Methylene blue (MB) appears to induce selective cancer cell apoptosis by the NQO1-dependent generation of cellular oxidative stress [18].

6) Increases Blood Pressure

In diseased states, blood pressure often drops too low.

Methylene blue (MB), an inhibitor of nitric oxide synthase and guanylate cyclase has been found to improve the hypotension associated with various clinical states [19, 20].

7) Is Antimicrobial

Methylene blue (MB) was first used in 1891 to treat malaria [21].

Photodynamic therapy using the light-activated antimicrobial agent, MB kills methicillin-resistant Staphylococcus aureus (MRSA) in superficial and deep excisional wounds [20].

MB in combination with light also inactivates viral nucleic acid of hepatitis-C and human immunodeficiency virus (HIV-1) and treats cases of resistant plaque psoriasis [20].

MB is an antifungal agent and can inhibit candida by causing mitochondrial dysfunction in this species [22].

8) Can Extinguish Fear

Preclinical studies have shown that low-dose methylene blue (MB) increases memory retention after learning tasks, including fear extinction [23].

Adult participants displaying marked claustrophobic fear were randomly assigned to double-blind administration of 260 mg of MB or administration of placebo immediately following six 5-minute extinction trials in an enclosed chamber [23].

The study concluded that MB enhances memory and the retention of fear extinction when administered after a successful exposure session but may have a deleterious effect on extinction when administered after an unsuccessful exposure session [23].

9) Can Slow Skin Aging

A study showed MB to be an effective antioxidant in connective tissue cells. This was true whether the cells were taken from healthy donors or from patients with a premature aging disease [24].

MB was more effective at building connective tissue and delaying cell death than other common mitochondrial-targeting antioxidants [24].

MB treatment changed the expression of some of the proteins in the skin. For example, the expression of elastin and collagen, essential elements of healthy skin, was increased [24].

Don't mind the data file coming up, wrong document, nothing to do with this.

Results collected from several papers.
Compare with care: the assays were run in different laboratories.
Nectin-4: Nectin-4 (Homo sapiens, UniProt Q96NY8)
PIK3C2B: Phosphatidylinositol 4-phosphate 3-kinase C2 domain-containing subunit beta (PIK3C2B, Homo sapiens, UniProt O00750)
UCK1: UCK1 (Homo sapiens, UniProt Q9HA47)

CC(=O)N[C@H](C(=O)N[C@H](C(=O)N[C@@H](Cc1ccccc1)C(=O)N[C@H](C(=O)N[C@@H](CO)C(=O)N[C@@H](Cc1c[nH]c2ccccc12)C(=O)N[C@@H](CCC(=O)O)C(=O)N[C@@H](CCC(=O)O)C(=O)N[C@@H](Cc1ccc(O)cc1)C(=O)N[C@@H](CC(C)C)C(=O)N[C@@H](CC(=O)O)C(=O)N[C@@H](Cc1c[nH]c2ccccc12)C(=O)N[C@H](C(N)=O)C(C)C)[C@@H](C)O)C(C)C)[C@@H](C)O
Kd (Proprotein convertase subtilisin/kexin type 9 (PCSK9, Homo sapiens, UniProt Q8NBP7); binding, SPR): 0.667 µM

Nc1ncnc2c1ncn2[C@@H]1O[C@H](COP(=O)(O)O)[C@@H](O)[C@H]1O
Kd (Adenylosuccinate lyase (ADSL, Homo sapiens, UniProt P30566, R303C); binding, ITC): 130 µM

10) Improves Methemoglobinemia

Methemoglobinemia is a blood disorder where an abnormal amount of methemoglobin is produced. Methemoglobin is an oxidized type of hemoglobin (carries oxygen throughout the body) that does not release oxygen efficiently [25].

Methylene blue (MB) improves methemoglobinemia by decreasing the amount of methemoglobin in the body [26].

Utilizing Methylene Blue

Methylene Blue Dosage

MB has wildly different effects depending on the dose. In the milligram doses, it shows some MAOI properties and can kill certain infections.

In the microgram doses, however, it acts via hormetic mechanisms and likely won’t kill an infection or have MAOI properties.

My Experience

Methylene blue definitely has an effect and I’ve subjectively noticed that it does so by increasing mitochondrial function, as it’s supposed to.

After lots of experimentation with mitochondrial enhancers, you begin to know what mitochondrial enhancement feels like. Anyway, I find it’s a great antidepressant and a nice tool for enhancement over the long term.

I take it once a day and I cycle with other mitochondrial enhancers. I end up taking it about 3 – 4 X a week because I have many other mitochondrial enhancers in my toolkit.

Instructions for Preparing a Solution

Safe Dosage

The recommended safe dose appears to be between 1 and 4 mg/kg, depending on the source [9].

Most side effects of MB appear to be dose-dependent and do not occur with doses < 2 mg/ kg, a dose range that is widely used in the clinical applications of MB [9].

In in vitro studies, MB demonstrates biological actions at a wide range of concentrations, from 0.1 nM to 10 mM, and toxic effects have only been reported at concentrations higher than 100 mM [9].

Furthermore, when combined with rivastigmine, a cholinesterase inhibitor, the effect of MB was potentiated [9].

For nootropic and everyday health uses, people often take 1-5mg/day.

Joe personally takes much lower dosages of methylene blue – about 100 mcg/day.

Side Effects of Methylene Blue

Methylene blue (MB) is contraindicated in patients who have developed hypersensitivity reactions to it and in severe renal insufficiency. It is relatively contraindicated in G6PD deficient patients as it can cause severe hemolysis and also in patients with Heinz body anemia [20].

As mentioned, it should not be taken with an SSRI or serotonin increasing drug, if you’re taking a high dosage [20].

Babies are particularly prone to the adverse effects of MB. It causes hyperbilirubinemia, meth-Hemoglobin formation, hemolytic anemia, respiratory distress, pulmonary edema, phototoxicity and bluish discoloration of tracheal secretions and urine [20].

MB also interferes with the pulse oximeter’s light emission resulting in falsely depressed oxygen saturation reading [20].

It can cause higher blood pressure [20].

Caution When Buying

It is important to note that even pharmaceutical (USP) grade methylene blue may contain impurities, such as arsenic, aluminum, cadmium, mercury, and lead [3].

At low doses, the presence of contaminants is not of great concern, but at higher doses, non-specific effects due to the accumulation of various toxic and other bioactive substances are possible [3].

Industrial-grade and chemical-grade MB sold as a dye or stain can consist of more than 8% or 11% of various contaminants (NTP, 2008, Sigma Chemical Co, St. Louis, MO) and should not be administered to humans or animals [3].

For example, commercial chemical suppliers routinely warn that their non-USP MB products are of a chemical grade not suitable for use in living applications [3].